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simsimma31
03-16-2010, 09:39 PM
Hi, I have been scratching my head for days trying to figure out how to get a better arm deformation. As you can see from the image when I bend my character arm I get a U-shape which is very unrealistic for a human subject. I have tried to cure the problem using weightmaps and still no joy, may-be I am not doing this right?

Please is any one able to rescue me :help:

Regards

SplineGod
03-16-2010, 11:29 PM
Can you post a screengrab with the bones showing?
You can mess with:
bone placement
bone falloff
bone strength
adding in extra bones

hrgiger
03-17-2010, 04:12 AM
The best default position for your arms will be at a 45 degree angle from body. So not resting at the sides and not straight out from the character, about half way between. Also as Larry mentioned, bone (joint) placement is key. You want and try to position the joint of the upper arm/shoulder right where the socket would be on an actual person.

RebelHill
03-17-2010, 06:07 AM
The only way to get good shoulders in LW is with a 2 bone joint solution... U can weight, and morf and hold bone for all ur worth, but U'll only get it to work right for 1 or 2 directions.

Check the top link in my sig, and watch the secind half of the vid for perfect deforms.

simsimma31
03-17-2010, 06:16 AM
Hi,

Here is the screen grabs, I am using a Maestro Motion Builder Rig for animation purposes.

@ hrgiger I have tried to angle the arms at 45 degree angle as seen in the image when the arm is raised-up looks horrible @ the shoulders. I could however create a script for the shoulder bone to rotate to the correct position when the arm is rotating up (light bulb moment) as mentioned I am using Maestro to rig so not sure how I would do this with my limited knowledege.

Regards

simsimma31
03-17-2010, 06:29 AM
The only way to get good shoulders in LW is with a 2 bone joint solution... U can weight, and morf and hold bone for all ur worth, but U'll only get it to work right for 1 or 2 directions.

Check the top link in my sig, and watch the secind half of the vid for perfect deforms.

Hi RebelHill,

I have purchased and watched your video tutorial, but for some strange reason it's not sinking in. I am slow that way ;D Maybe I should go back and spend time watching it again. I am working to a tight deadline to get my characters animated hence the reason I purchased Maestro.

UnCommonGrafx
03-17-2010, 07:21 AM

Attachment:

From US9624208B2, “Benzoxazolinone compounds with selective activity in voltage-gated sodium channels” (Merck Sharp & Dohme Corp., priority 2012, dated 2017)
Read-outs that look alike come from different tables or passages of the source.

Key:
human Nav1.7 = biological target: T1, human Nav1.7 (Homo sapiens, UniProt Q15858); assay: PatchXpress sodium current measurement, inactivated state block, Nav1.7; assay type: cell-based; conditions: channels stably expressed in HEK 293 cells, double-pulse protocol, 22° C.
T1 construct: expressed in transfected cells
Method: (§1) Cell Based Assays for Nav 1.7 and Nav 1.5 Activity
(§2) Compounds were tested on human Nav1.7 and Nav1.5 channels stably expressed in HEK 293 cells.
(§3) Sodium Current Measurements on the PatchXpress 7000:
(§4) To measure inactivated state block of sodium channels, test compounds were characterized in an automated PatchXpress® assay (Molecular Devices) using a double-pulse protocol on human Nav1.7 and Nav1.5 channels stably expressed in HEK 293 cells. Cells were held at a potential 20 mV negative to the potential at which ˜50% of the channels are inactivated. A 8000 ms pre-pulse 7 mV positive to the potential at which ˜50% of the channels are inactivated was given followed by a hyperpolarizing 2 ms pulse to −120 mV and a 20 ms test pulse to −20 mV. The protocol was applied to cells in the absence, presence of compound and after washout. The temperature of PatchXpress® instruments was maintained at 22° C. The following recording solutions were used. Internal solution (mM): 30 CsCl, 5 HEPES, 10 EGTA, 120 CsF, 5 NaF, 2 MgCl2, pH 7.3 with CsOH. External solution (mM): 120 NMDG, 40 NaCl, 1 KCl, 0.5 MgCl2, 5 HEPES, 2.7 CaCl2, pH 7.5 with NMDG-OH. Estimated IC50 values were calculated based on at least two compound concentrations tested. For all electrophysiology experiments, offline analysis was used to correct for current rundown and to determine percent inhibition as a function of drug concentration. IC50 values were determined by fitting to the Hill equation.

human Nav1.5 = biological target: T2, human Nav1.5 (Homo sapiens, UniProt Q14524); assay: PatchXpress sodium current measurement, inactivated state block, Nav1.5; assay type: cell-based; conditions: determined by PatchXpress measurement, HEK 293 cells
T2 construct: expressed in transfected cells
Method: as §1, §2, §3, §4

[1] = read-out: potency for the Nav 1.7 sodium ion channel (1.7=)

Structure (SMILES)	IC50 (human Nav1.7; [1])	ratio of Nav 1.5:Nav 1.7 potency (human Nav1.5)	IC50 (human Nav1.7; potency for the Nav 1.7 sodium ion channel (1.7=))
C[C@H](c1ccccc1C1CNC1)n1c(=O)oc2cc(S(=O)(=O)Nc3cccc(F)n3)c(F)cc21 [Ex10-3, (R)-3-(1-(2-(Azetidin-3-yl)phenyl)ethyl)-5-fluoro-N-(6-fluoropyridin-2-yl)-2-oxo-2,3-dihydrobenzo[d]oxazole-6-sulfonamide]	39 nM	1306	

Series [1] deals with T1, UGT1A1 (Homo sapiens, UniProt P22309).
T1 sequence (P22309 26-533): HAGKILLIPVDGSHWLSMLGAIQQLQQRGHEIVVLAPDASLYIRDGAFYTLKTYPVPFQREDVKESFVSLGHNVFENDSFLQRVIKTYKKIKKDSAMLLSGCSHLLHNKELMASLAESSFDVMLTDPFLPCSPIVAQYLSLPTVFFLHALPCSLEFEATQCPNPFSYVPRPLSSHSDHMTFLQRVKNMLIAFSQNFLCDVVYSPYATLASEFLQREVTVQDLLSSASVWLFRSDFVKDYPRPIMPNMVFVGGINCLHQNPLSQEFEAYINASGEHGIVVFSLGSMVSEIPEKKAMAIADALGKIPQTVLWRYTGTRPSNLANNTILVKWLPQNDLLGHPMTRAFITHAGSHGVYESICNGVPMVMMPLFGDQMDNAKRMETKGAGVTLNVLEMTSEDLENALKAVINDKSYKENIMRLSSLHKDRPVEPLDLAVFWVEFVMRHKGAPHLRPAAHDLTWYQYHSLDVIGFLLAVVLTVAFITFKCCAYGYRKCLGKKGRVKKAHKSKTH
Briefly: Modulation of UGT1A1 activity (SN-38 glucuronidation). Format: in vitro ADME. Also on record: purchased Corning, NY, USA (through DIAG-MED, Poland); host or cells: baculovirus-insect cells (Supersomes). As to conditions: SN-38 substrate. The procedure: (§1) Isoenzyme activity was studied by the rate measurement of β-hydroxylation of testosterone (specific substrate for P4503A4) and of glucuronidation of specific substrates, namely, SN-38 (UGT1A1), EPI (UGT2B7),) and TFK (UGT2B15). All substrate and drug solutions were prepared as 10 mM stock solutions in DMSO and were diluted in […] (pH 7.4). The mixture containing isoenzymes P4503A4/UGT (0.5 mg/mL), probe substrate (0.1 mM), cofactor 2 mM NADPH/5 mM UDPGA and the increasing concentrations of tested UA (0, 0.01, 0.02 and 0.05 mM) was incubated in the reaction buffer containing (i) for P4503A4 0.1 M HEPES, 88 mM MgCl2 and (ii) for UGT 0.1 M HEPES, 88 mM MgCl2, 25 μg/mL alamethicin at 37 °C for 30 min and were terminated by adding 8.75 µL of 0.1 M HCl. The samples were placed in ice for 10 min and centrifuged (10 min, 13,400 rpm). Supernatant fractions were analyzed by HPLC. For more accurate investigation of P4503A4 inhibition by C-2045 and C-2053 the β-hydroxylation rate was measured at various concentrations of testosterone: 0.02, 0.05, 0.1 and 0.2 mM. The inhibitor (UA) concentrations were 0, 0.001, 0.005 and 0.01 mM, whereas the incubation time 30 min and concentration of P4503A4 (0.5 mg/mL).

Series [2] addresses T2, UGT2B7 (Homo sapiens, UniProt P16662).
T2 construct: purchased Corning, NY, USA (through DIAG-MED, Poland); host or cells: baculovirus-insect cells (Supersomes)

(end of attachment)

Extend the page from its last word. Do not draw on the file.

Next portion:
Pick some of the bones around the areas that aren't deforming, pull the tips of the bones coming off the upper spine bones or a combo of the two.

With a maestro rig, there's no problem adding bones and the like to assist in controlling deformation.
Add some bones in that area to test. All of the other suggestions will work with a maestro rig. If the bones don't work, delete and try again. What you want to do is possible with that rig.

RebelHill
03-17-2010, 08:26 AM
I have purchased and watched your video tutorial, but for some strange reason it's not sinking in.

Well, there is a lot there... I suggest focussing in on the relevent parts to you.

Whilst the maestro rig does pretty well, and gives good deforms, its still not the best for shoulders...

My own stuff shows 2 different parts... theres control rigging, and deform rigging (skinning)... and you can happily apply the skinning method to any control rig, maestro, collada, fbx...

I recommend you review vids 5a, 5b to get urself down on the differences between using Zbones and Joints...

Then go through 20a to get the basic idea behind targeting a deform rig onto a control rig, followed by 20d for specifics on shoulder deformation.

You should also check out later the rhrud1, update videos, which will show u how to take the rigs supplied with the tutorials and bolt them into different character meshes, saving you the effort of building the whole thing from scratch.

Best.

simsimma31
03-17-2010, 09:31 AM
Well, there is a lot there... I suggest focussing in on the relevent parts to you.

Whilst the maestro rig does pretty well, and gives good deforms, its still not the best for shoulders...

My own stuff shows 2 different parts... theres control rigging, and deform rigging (skinning)... and you can happily apply the skinning method to any control rig, maestro, collada, fbx...

I recommend you review vids 5a, 5b to get urself down on the differences between using Zbones and Joints...